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Offshore M&A transactions fell by volume and value in the third quarter of 2012 compared to the previous three months, although by less than the drop recorded in 2011.
The third-quarter edition of offshore firm Appleby’s M&A report shows a 10 per cent drop in volume and 17 per cent drop in value of offshore transactions in the third quarter of this year when compared to the previous year.
However the average value of transactions was 11 per cent higher than in the same period in 2011, and at $78m, was higher than all but three of the preceding 10 quarters.
In the past three months there were 428 M&A transactions offshore, down from 475 in the second quarter of the year. The total value of transactions fell from $40.4bn (£25.3bn) to $33.5bn. Appleby’s report noted that the fall was similar to that recorded in many years with a summer slump in transactions.
Financial services accounted for over a third of deals, followed by telecoms.
The largest deal was the $3.6bn stake taken in Bermuda-incorporated Vimpelcom, the Dutch telecoms provider, by Russia’s Altimo. which completed in mid-August.
For the third quarter in a row, investors preferred the Cayman Islands as a target destination. However there was an increase in the value of deals involving Hong Kong companies as targets. The number of deals involving Hong Kong rose from 68 in the second quarter to 78 in the third, with a 72 per cent value increase from $4.6bn to $7.9bn.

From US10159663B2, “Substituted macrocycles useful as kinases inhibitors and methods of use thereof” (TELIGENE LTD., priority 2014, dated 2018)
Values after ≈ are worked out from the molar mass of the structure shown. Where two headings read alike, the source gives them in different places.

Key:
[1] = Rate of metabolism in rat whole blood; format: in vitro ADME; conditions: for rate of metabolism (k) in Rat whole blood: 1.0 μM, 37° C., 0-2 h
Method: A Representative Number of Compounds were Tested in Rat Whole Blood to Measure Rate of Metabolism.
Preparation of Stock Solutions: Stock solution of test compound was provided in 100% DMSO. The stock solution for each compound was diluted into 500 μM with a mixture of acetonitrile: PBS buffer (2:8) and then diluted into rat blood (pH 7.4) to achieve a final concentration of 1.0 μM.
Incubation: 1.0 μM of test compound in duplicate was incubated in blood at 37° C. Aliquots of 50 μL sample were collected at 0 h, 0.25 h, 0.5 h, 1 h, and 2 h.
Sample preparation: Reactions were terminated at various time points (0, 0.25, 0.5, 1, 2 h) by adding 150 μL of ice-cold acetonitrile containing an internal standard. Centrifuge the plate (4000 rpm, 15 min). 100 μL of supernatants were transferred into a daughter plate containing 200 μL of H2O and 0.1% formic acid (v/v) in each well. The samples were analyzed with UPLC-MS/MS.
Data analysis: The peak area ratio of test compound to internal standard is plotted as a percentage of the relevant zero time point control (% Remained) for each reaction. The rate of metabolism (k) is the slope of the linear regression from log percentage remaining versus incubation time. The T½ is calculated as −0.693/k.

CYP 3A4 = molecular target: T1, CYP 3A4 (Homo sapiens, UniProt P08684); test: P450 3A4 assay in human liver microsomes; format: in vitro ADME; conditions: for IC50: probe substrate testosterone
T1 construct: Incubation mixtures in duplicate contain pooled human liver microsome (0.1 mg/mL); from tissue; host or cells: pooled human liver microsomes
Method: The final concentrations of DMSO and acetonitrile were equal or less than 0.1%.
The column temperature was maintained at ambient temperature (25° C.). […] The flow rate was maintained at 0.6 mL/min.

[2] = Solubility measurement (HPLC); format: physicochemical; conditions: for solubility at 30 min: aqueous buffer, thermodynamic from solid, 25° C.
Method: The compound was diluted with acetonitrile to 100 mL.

But the biggest value increase came from the Isle of Man, with its 23 deals worth a combined $430m against $221m the previous quarter.
Appleby noted that minority stakes accounted for 56 per cent of deal volume and 52 per cent of deal value over the period.
“We remain convinced that this high volume of minority stake transactions is a function of the economic uncertainty with which investors are currently forced to grapple, which is deterring dealmakers from riskier whole-business transactions,” said Appleby chair Peter Bubenzer.
“Minority stake deals allow acquirers some exposure to new markets or businesses, while making it possible to limit that exposure to a comfortable level. At the same time, while gaining bank lending is challenging, such deals give sellers access to much-needed capital, and as a result we expect the trend towards this deal type to continue well into the next year.”
For our latest round-up of offshore litigation and M&A, click here.